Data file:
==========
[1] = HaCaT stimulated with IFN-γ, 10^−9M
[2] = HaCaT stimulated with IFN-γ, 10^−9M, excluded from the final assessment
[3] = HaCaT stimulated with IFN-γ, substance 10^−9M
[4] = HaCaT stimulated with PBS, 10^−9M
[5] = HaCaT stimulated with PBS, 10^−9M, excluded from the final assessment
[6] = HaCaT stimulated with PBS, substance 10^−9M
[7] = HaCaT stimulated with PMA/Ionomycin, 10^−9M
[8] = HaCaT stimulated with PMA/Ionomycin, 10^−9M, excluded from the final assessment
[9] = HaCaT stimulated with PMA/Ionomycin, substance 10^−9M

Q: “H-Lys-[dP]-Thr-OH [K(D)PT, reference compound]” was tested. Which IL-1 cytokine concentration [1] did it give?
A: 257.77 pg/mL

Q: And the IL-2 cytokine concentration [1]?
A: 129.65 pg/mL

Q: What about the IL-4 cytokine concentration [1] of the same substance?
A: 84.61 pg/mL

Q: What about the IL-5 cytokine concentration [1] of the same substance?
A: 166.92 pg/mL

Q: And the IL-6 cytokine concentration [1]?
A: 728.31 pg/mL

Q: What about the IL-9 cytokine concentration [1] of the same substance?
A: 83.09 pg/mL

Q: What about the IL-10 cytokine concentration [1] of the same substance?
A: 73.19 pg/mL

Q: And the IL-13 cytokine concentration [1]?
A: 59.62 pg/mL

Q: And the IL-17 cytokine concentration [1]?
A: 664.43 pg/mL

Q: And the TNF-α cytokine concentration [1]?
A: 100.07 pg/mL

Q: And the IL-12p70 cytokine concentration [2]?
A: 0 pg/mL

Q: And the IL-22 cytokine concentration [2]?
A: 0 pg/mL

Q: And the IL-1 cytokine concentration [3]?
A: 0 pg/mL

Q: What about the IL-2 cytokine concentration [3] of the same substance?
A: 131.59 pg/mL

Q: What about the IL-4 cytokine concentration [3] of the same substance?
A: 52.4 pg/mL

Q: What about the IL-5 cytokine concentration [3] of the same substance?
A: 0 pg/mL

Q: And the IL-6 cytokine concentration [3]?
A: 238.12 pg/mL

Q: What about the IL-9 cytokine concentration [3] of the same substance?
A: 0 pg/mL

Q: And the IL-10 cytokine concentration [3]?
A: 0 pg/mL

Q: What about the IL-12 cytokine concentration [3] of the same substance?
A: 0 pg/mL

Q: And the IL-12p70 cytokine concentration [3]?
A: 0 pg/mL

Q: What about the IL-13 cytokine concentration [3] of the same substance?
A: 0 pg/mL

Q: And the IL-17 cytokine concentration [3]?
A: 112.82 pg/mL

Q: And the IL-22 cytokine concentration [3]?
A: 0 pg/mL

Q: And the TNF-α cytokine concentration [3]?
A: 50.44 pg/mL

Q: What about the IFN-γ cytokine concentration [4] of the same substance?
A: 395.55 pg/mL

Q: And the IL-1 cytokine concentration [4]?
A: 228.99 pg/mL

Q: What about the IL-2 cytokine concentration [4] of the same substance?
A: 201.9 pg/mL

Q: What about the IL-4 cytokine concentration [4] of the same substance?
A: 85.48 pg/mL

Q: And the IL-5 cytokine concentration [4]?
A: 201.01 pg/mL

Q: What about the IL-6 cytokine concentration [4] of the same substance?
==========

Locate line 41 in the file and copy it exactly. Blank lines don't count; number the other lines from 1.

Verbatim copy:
A: 0 pg/mL